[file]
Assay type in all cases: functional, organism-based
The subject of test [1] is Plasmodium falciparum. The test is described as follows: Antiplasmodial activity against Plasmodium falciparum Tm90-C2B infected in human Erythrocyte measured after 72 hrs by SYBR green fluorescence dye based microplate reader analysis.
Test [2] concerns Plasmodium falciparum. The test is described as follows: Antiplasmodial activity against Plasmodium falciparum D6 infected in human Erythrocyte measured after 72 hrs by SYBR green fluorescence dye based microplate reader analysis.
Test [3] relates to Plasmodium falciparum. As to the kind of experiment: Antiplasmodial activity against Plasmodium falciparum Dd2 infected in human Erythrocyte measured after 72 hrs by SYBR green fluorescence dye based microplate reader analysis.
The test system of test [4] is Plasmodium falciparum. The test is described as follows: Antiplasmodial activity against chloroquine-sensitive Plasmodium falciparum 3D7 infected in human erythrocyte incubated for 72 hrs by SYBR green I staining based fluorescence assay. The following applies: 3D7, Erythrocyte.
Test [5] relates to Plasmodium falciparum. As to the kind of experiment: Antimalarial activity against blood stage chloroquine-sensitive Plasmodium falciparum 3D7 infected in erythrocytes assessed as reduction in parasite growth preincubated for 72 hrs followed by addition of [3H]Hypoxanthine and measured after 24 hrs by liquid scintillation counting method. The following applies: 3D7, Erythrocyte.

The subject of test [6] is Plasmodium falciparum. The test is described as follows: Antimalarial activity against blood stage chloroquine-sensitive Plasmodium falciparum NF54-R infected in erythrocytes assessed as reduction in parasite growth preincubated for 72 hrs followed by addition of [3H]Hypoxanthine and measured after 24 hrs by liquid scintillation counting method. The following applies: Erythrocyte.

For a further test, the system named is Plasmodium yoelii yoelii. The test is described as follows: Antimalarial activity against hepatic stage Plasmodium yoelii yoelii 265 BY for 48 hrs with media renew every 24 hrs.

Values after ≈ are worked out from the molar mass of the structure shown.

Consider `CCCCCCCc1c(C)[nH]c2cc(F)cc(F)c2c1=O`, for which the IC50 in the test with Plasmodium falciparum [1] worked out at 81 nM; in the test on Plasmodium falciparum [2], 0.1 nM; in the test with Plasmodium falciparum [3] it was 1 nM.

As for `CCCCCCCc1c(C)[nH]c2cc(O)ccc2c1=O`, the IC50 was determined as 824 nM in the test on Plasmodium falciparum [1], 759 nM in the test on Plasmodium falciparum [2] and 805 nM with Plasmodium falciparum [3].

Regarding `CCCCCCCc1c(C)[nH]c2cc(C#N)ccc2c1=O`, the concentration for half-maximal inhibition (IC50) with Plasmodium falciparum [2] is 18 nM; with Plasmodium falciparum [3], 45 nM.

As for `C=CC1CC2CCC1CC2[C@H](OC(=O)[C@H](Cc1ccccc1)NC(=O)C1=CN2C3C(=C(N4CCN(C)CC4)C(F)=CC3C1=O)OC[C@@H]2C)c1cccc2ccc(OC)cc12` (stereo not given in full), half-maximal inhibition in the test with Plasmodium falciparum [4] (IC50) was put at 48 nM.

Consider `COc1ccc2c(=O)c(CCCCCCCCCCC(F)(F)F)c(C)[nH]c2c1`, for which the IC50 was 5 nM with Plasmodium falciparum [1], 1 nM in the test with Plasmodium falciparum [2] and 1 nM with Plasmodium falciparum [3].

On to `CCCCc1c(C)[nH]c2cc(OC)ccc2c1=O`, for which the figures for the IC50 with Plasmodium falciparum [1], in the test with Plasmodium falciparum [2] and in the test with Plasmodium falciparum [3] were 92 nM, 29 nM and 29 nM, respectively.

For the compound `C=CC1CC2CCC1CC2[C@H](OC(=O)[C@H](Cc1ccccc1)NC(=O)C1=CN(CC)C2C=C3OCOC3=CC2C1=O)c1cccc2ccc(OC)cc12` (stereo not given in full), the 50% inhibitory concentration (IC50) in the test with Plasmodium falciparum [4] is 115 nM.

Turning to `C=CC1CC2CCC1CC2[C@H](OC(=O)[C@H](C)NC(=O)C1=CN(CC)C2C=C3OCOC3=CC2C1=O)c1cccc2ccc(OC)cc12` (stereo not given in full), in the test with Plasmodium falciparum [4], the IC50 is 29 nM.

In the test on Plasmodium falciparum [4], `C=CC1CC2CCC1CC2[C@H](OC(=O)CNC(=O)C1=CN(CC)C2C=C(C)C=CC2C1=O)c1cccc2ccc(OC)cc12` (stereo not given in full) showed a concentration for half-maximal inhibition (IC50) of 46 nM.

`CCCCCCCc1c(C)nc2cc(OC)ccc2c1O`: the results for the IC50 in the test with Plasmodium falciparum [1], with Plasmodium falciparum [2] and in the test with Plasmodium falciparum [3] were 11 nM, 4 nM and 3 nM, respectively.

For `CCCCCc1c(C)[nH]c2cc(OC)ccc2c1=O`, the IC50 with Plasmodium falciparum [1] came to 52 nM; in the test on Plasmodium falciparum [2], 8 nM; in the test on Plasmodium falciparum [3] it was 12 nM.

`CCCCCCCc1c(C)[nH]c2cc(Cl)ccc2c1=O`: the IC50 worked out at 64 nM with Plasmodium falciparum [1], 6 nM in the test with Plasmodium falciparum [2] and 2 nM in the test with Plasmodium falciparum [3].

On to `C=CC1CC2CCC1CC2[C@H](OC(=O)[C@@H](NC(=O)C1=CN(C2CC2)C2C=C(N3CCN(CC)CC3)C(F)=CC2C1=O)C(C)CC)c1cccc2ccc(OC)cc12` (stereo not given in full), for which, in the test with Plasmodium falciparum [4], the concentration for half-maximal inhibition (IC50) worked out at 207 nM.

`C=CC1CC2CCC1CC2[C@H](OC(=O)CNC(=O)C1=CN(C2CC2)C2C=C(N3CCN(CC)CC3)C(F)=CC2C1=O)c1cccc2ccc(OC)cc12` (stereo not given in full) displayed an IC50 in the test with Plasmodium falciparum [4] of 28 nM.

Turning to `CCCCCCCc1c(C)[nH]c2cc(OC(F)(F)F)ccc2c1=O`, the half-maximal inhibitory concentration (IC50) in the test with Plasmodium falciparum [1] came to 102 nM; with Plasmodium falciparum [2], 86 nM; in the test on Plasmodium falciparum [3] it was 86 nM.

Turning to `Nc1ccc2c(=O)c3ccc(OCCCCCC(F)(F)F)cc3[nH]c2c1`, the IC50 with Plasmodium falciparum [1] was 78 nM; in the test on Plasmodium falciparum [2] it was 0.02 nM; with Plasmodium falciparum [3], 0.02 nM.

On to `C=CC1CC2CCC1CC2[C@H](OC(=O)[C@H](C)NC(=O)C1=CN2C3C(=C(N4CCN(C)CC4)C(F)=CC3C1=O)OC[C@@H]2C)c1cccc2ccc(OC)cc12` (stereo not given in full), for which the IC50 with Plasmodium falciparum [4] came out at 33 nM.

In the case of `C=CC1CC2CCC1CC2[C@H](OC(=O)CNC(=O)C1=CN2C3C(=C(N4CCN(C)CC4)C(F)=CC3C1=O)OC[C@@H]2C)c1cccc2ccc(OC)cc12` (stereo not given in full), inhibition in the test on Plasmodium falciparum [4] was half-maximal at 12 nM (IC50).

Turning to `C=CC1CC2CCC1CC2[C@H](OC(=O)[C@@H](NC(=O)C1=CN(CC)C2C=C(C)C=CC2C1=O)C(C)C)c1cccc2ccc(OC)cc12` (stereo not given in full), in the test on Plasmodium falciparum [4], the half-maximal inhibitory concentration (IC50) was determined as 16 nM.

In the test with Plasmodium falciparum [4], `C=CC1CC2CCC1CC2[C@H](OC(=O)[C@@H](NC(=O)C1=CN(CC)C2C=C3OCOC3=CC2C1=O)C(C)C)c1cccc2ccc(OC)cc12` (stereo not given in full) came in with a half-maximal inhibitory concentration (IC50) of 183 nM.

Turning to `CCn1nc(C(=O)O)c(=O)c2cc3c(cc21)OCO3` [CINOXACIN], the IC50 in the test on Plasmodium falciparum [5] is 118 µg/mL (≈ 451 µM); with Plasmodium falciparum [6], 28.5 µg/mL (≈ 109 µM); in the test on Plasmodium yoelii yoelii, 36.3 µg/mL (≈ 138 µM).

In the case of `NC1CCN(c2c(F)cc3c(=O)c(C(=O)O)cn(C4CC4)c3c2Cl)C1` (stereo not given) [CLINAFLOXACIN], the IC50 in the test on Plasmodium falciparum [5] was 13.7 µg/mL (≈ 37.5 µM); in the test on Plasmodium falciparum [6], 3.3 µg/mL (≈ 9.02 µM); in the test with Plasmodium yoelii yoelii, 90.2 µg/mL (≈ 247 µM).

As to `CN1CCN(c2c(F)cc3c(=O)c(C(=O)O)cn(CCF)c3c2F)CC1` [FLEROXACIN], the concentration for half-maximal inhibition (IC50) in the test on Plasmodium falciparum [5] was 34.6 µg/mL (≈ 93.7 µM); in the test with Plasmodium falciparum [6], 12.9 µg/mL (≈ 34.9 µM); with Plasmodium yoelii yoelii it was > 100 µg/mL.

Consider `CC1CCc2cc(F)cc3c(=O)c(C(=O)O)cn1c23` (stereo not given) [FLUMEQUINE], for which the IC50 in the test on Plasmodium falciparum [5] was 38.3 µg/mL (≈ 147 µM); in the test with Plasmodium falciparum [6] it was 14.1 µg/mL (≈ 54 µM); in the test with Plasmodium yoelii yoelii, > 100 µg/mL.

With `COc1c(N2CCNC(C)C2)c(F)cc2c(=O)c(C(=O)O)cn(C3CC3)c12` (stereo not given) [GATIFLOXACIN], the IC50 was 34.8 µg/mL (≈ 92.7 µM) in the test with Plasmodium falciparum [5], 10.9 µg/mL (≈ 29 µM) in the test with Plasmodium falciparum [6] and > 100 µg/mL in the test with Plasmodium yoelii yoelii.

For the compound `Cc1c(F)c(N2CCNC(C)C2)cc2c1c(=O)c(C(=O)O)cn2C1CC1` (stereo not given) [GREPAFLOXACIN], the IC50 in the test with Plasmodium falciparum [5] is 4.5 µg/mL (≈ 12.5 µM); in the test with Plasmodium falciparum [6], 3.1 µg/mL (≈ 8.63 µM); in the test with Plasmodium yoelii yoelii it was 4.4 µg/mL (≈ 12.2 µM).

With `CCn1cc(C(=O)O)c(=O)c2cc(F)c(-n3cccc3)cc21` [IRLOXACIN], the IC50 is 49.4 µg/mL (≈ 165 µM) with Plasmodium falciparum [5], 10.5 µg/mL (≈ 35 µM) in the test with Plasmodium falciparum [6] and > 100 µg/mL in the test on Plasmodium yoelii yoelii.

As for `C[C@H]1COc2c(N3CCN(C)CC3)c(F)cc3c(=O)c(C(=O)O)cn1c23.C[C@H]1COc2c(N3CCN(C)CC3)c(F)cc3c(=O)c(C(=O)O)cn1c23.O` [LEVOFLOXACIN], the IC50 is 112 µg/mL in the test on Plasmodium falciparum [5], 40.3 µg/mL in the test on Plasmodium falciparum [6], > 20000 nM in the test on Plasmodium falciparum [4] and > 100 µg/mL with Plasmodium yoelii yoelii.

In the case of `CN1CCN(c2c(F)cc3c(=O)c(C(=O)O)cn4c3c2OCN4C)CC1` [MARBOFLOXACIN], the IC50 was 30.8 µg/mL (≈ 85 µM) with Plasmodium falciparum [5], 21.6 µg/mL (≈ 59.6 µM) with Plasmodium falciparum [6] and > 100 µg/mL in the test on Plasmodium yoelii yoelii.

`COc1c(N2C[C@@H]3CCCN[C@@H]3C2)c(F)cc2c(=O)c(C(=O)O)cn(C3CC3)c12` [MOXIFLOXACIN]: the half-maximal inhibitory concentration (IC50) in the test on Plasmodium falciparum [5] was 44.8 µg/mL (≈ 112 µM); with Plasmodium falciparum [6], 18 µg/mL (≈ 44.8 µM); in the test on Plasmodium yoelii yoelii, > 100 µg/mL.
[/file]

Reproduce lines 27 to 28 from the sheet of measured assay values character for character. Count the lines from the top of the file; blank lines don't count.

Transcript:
In the case of `C=CC1CC2CCC1CC2[C@H](OC(=O)CNC(=O)C1=CN2C3C(=C(N4CCN(C)CC4)C(F)=CC3C1=O)OC[C@@H]2C)c1cccc2ccc(OC)cc12` (stereo not given in full), inhibition in the test on Plasmodium falciparum [4] was half-maximal at 12 nM (IC50).

Turning to `C=CC1CC2CCC1CC2[C@H](OC(=O)[C@@H](NC(=O)C1=CN(CC)C2C=C(C)C=CC2C1=O)C(C)C)c1cccc2ccc(OC)cc12` (stereo not given in full), in the test on Plasmodium falciparum [4], the half-maximal inhibitory concentration (IC50) was determined as 16 nM.